Lest I consume thee in the way; lest thy sins should be aggravated by my presence and favour, and thereby I should be provoked utterly to destroy thee. So he shows that their perverseness makes this severity necessary for them, and that God even in his judgment remembers mercy to them.

Unto a land flowing with milk and honey,.... Abounding with all the necessaries and good things of life, a description of the land of Canaan frequently made, see Exodus 3:8,

for I will not go up in the midst of thee; would not grant them his presence in so near, visible, and respectable a manner as he had before done, though he would not utterly forsake them: the tabernacle was before in the midst of the camp, that is, that which was erected until the large one, ordered to be made, was finished, but now it was removed without the camp, Exodus 33:7.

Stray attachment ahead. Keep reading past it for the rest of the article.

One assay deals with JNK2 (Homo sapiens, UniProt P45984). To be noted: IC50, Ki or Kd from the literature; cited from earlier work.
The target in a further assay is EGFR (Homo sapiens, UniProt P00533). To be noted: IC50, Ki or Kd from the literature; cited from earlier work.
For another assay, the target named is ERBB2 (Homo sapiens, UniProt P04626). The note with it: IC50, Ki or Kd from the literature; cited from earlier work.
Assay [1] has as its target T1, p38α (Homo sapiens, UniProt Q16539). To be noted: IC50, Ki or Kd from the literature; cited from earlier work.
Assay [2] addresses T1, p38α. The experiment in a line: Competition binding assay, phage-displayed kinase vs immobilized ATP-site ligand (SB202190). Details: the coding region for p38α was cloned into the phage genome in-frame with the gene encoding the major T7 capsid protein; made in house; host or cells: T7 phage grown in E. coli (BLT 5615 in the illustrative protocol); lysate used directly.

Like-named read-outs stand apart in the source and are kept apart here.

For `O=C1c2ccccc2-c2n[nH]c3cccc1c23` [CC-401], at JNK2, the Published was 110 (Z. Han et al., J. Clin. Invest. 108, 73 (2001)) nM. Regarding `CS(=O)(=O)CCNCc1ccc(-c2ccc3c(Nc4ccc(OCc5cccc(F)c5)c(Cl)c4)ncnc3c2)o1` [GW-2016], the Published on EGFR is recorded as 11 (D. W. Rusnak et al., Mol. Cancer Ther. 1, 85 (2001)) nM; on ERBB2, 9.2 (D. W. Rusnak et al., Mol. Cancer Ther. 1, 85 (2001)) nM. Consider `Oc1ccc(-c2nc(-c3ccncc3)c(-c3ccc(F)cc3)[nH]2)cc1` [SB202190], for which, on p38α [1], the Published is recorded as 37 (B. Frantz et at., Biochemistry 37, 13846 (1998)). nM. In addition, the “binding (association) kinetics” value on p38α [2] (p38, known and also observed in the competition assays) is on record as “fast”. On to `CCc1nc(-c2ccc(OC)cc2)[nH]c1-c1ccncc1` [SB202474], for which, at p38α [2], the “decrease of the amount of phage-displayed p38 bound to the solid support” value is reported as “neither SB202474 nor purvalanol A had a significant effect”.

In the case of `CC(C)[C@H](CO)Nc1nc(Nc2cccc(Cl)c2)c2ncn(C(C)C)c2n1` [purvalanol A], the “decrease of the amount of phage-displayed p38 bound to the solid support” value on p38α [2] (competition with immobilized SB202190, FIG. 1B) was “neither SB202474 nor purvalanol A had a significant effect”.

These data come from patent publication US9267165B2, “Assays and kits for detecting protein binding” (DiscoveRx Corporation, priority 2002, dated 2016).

for thou art a stiffnecked people; See Gill on Exodus 32:9,

lest I consume them in the way; in the way to the land of Canaan, and so never get there; the meaning is, that the Lord being in the midst of them, their sin would be the more aggravated to be committed in his presence, before his face; and the glory of his majesty would require that immediate notice be taken of it, and just punishment inflicted; so that by this step God both consulted his own honour and their safety.

Unto a land flowing with milk and honey: for I will not go up in the midst of thee; for thou art a stiffnecked people: lest I consume thee in the way.
EXEGETICAL (ORIGINAL LANGUAGES)
3. a land flowing, &c.] See on Exodus 3:8.

in the midst of] v. 5, Exodus 17:7, Exodus 34:9, Numbers 11:20; Numbers 14:14; Numbers 14:42.